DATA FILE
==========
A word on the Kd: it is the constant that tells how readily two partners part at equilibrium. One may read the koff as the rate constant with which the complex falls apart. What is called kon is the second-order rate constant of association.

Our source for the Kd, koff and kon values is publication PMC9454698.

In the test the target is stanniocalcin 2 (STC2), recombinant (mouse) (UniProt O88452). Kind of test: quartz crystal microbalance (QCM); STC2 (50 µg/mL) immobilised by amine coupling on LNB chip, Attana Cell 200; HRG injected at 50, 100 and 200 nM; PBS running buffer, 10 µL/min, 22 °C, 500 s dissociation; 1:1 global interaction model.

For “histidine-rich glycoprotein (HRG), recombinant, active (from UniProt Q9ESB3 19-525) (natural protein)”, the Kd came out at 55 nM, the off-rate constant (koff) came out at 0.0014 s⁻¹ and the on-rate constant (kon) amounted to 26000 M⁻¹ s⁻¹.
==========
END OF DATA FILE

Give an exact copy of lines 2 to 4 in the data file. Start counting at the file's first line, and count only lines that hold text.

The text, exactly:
Our source for the Kd, koff and kon values is publication PMC9454698.

In the test the target is stanniocalcin 2 (STC2), recombinant (mouse) (UniProt O88452). Kind of test: quartz crystal microbalance (QCM); STC2 (50 µg/mL) immobilised by amine coupling on LNB chip, Attana Cell 200; HRG injected at 50, 100 and 200 nM; PBS running buffer, 10 µL/min, 22 °C, 500 s dissociation; 1:1 global interaction model.

For “histidine-rich glycoprotein (HRG), recombinant, active (from UniProt Q9ESB3 19-525) (natural protein)”, the Kd came out at 55 nM, the off-rate constant (koff) came out at 0.0014 s⁻¹ and the on-rate constant (kon) amounted to 26000 M⁻¹ s⁻¹.